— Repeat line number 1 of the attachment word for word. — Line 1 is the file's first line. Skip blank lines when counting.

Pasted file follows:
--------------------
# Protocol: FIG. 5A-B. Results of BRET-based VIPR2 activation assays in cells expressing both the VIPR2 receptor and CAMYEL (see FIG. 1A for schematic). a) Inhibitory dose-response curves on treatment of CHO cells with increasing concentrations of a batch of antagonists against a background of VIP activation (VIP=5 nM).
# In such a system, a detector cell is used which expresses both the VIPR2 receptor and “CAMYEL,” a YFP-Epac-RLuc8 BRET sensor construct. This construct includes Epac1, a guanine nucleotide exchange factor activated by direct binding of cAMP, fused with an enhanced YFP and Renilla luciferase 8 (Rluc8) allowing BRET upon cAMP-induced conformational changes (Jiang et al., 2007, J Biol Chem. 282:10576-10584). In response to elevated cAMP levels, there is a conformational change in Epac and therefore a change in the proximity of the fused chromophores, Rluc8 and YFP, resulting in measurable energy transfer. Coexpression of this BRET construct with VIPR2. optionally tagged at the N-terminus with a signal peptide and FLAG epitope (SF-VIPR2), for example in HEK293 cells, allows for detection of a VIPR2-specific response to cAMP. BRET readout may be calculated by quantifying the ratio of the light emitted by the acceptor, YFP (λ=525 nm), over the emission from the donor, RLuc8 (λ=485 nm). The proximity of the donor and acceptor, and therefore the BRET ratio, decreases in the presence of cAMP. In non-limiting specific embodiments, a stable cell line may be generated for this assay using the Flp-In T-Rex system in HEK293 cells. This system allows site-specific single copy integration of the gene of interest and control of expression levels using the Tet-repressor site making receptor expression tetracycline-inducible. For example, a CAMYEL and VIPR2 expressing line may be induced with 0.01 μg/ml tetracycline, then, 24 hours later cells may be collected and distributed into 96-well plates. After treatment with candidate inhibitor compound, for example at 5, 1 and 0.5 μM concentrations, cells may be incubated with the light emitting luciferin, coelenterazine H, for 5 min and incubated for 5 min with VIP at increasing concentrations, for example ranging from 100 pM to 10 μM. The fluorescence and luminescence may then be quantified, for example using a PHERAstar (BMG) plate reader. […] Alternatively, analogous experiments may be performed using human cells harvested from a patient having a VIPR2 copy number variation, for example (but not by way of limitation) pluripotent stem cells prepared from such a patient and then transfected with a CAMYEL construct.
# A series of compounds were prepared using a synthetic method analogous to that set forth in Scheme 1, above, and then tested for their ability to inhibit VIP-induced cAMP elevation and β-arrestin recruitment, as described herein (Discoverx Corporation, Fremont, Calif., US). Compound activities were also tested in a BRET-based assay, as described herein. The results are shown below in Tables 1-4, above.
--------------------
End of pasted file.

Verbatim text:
# Protocol: FIG. 5A-B. Results of BRET-based VIPR2 activation assays in cells expressing both the VIPR2 receptor and CAMYEL (see FIG. 1A for schematic). a) Inhibitory dose-response curves on treatment of CHO cells with increasing concentrations of a batch of antagonists against a background of VIP activation (VIP=5 nM).